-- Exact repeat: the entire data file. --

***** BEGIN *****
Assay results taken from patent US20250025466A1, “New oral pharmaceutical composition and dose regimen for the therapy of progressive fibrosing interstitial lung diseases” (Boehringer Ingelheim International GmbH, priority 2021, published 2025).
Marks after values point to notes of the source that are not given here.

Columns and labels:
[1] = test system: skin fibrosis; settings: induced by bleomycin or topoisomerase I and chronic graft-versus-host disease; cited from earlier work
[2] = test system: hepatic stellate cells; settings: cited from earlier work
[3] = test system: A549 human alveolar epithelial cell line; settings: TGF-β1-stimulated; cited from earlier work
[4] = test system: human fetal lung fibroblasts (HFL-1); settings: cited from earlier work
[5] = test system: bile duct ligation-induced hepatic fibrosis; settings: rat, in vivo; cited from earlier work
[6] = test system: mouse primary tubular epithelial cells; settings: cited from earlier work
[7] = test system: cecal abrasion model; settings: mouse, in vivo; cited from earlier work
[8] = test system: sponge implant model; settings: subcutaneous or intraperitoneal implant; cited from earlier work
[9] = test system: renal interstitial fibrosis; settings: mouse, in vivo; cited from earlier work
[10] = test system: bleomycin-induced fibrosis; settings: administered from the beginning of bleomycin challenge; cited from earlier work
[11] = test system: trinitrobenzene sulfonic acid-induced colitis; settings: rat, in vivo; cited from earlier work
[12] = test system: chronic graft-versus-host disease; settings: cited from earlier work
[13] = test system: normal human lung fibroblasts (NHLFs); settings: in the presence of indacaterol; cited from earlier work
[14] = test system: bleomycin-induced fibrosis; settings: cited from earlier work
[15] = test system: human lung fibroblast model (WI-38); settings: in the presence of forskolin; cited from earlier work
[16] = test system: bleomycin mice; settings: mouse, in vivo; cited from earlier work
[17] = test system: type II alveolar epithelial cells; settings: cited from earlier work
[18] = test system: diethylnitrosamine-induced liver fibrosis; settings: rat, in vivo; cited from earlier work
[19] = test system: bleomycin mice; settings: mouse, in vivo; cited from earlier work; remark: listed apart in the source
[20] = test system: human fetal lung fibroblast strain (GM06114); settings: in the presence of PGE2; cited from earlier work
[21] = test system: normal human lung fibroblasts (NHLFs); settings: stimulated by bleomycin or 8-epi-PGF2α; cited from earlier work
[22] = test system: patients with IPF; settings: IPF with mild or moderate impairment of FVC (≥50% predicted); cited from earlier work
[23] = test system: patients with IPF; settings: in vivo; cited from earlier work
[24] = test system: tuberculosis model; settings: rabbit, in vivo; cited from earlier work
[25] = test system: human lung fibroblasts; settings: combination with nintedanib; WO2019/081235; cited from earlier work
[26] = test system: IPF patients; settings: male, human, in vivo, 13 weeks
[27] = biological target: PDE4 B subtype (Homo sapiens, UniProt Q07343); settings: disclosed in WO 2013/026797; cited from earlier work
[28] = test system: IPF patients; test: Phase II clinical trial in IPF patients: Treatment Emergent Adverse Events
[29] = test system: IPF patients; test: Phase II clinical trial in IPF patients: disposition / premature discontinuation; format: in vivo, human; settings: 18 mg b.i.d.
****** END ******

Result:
Assay results taken from patent US20250025466A1, “New oral pharmaceutical composition and dose regimen for the therapy of progressive fibrosing interstitial lung diseases” (Boehringer Ingelheim International GmbH, priority 2021, published 2025).
Marks after values point to notes of the source that are not given here.

Columns and labels:
[1] = test system: skin fibrosis; settings: induced by bleomycin or topoisomerase I and chronic graft-versus-host disease; cited from earlier work
[2] = test system: hepatic stellate cells; settings: cited from earlier work
[3] = test system: A549 human alveolar epithelial cell line; settings: TGF-β1-stimulated; cited from earlier work
[4] = test system: human fetal lung fibroblasts (HFL-1); settings: cited from earlier work
[5] = test system: bile duct ligation-induced hepatic fibrosis; settings: rat, in vivo; cited from earlier work
[6] = test system: mouse primary tubular epithelial cells; settings: cited from earlier work
[7] = test system: cecal abrasion model; settings: mouse, in vivo; cited from earlier work
[8] = test system: sponge implant model; settings: subcutaneous or intraperitoneal implant; cited from earlier work
[9] = test system: renal interstitial fibrosis; settings: mouse, in vivo; cited from earlier work
[10] = test system: bleomycin-induced fibrosis; settings: administered from the beginning of bleomycin challenge; cited from earlier work
[11] = test system: trinitrobenzene sulfonic acid-induced colitis; settings: rat, in vivo; cited from earlier work
[12] = test system: chronic graft-versus-host disease; settings: cited from earlier work
[13] = test system: normal human lung fibroblasts (NHLFs); settings: in the presence of indacaterol; cited from earlier work
[14] = test system: bleomycin-induced fibrosis; settings: cited from earlier work
[15] = test system: human lung fibroblast model (WI-38); settings: in the presence of forskolin; cited from earlier work
[16] = test system: bleomycin mice; settings: mouse, in vivo; cited from earlier work
[17] = test system: type II alveolar epithelial cells; settings: cited from earlier work
[18] = test system: diethylnitrosamine-induced liver fibrosis; settings: rat, in vivo; cited from earlier work
[19] = test system: bleomycin mice; settings: mouse, in vivo; cited from earlier work; remark: listed apart in the source
[20] = test system: human fetal lung fibroblast strain (GM06114); settings: in the presence of PGE2; cited from earlier work
[21] = test system: normal human lung fibroblasts (NHLFs); settings: stimulated by bleomycin or 8-epi-PGF2α; cited from earlier work
[22] = test system: patients with IPF; settings: IPF with mild or moderate impairment of FVC (≥50% predicted); cited from earlier work
[23] = test system: patients with IPF; settings: in vivo; cited from earlier work
[24] = test system: tuberculosis model; settings: rabbit, in vivo; cited from earlier work
[25] = test system: human lung fibroblasts; settings: combination with nintedanib; WO2019/081235; cited from earlier work
[26] = test system: IPF patients; settings: male, human, in vivo, 13 weeks
[27] = biological target: PDE4 B subtype (Homo sapiens, UniProt Q07343); settings: disclosed in WO 2013/026797; cited from earlier work
[28] = test system: IPF patients; test: Phase II clinical trial in IPF patients: Treatment Emergent Adverse Events
[29] = test system: IPF patients; test: Phase II clinical trial in IPF patients: disposition / premature discontinuation; format: in vivo, human; settings: 18 mg b.i.d.